Selective predation in a polyphagous invertebrate predator, Pardosa vancouveri (Arachnida, Araneae)
Holmberg, Robert G.
MetadataShow full item record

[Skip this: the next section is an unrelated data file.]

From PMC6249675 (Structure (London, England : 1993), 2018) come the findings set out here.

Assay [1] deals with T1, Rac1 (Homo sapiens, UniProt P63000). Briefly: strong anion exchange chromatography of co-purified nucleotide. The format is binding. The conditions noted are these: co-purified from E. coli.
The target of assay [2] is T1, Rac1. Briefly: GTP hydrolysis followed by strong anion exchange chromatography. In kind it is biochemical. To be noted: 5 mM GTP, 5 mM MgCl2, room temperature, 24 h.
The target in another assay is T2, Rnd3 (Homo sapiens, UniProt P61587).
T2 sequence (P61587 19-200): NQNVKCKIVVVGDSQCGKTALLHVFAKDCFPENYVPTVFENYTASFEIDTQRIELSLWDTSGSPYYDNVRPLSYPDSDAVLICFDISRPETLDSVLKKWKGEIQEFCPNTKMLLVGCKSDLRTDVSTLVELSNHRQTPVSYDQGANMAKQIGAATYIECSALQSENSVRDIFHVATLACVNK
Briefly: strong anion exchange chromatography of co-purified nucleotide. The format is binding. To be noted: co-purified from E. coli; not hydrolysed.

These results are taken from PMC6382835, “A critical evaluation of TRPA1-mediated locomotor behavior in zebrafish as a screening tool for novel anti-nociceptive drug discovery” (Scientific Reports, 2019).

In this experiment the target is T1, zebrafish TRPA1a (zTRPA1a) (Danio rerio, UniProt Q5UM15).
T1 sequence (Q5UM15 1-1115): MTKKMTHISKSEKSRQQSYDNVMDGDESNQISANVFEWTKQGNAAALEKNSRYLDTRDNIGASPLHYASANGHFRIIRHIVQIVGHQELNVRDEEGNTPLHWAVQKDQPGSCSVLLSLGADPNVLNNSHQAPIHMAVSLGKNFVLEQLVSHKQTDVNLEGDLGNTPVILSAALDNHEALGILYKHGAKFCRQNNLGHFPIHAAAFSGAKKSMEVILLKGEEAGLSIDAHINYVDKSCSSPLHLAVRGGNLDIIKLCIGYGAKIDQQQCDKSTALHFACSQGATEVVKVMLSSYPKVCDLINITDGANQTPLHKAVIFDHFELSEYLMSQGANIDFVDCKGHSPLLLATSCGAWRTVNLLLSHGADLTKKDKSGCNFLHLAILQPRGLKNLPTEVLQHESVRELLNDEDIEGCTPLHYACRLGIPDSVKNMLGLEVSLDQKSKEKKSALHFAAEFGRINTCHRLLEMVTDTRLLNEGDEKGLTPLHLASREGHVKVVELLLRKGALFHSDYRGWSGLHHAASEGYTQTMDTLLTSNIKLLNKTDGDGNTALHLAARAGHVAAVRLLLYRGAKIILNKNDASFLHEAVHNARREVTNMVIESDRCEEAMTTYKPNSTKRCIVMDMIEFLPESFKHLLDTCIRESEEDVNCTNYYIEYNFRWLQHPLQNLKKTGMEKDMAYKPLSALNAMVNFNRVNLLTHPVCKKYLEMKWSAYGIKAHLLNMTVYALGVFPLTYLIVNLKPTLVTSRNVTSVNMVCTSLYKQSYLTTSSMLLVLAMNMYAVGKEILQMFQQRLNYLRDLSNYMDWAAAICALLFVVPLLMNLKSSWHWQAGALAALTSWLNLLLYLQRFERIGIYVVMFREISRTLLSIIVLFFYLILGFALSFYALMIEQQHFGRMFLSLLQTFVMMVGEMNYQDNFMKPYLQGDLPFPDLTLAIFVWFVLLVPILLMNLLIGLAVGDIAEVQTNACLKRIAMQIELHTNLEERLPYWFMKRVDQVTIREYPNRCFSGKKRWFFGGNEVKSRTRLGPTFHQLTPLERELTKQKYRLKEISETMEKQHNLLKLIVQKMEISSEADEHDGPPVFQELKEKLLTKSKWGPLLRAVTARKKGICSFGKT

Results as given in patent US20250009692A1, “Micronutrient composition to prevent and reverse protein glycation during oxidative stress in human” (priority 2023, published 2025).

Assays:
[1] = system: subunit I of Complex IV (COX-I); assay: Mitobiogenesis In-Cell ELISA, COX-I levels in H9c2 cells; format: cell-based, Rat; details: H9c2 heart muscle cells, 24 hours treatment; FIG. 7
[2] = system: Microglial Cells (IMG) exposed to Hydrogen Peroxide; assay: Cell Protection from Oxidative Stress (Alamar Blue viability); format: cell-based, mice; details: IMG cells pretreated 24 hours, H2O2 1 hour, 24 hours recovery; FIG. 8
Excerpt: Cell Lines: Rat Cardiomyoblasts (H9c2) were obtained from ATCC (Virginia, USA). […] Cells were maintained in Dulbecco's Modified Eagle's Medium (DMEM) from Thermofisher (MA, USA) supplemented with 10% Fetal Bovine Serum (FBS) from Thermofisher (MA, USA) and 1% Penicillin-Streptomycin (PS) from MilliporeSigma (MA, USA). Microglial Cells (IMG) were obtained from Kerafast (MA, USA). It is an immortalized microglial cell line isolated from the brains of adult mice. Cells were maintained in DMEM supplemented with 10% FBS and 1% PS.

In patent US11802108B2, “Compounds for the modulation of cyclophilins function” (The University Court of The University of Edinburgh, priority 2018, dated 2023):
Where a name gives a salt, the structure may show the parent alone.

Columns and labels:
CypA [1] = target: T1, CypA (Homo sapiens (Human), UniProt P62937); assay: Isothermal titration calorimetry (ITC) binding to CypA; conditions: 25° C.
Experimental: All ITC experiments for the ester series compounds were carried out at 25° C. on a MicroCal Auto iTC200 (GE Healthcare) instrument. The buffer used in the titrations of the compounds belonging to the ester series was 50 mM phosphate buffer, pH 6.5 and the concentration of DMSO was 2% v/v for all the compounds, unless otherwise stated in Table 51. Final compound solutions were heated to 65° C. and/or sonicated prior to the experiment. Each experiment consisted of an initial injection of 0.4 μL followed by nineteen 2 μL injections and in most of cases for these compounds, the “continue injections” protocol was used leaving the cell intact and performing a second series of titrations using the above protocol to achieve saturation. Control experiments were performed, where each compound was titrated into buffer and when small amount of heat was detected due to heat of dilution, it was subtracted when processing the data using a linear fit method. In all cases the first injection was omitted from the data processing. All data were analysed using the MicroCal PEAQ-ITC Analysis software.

Selective predation (i.e., non-random feeding) was studied in a laboratory system that allowed individual lycosid spiders, Pardosa vancouveri. to feed on prey populations consisting of one or two kinds of insects. Various combinations of male and female fruit flies (DrosoPhila melanogaster) ‘small’ and 'large' beetle larvae (Tenebrio solitor) , and nymphal milkweed bugs (Oncopeltus fasciatus) were used as prey. Spiders of both sexes and two age classes were used as predators. In 14 experiments, the spiders shoved strong selection in six, moderate to weak selection in five, and very weak or no selection in three. Generally, fruit flies were selected by the spiders over mealworms or milkweed bugs, and 'small1 mealworms over 'large’ ones. Very weak or no selection occurred between male and female flies and between beetle larvae and milkweed bugs. Subadult and adult spiders always showed similar selective tendencies. Prior feeding experiences did not alter feeding selections, but changes in the physical complexity of the environment did. Thus, by adding tree leaves to the cages, the number of flies eaten by the spiders decreased significantly. Potential benefits to the spiders which were measured included percent maturing, percent surviving, rate of weight gain, size gain, and production of false egg-sacs, in prey combinations that produced moderate to strong selection, 7 out of 28 benefit measurements statistically favored the spiders. Prey combinations that produced weak selection tendencies gave no benefit measurements (N » 26) that statistically favored the spiders. Spiders fed the less-selected prey exhibited no benefits that were superior to those fed the more-selected prey. Spiders fed the more-selected prey did just as well as spiders fed both prey. It is hypothesized that this particular selective predation process involves prey sampling, memory of prey attributes, and selection of prey that possess certain attributes. Selected prey seem to confer certain benefits to the predator. As most benefits were associated with increased biomass within time limits, £. vancouveri tends to be more an energy maximizer than a time minimizer.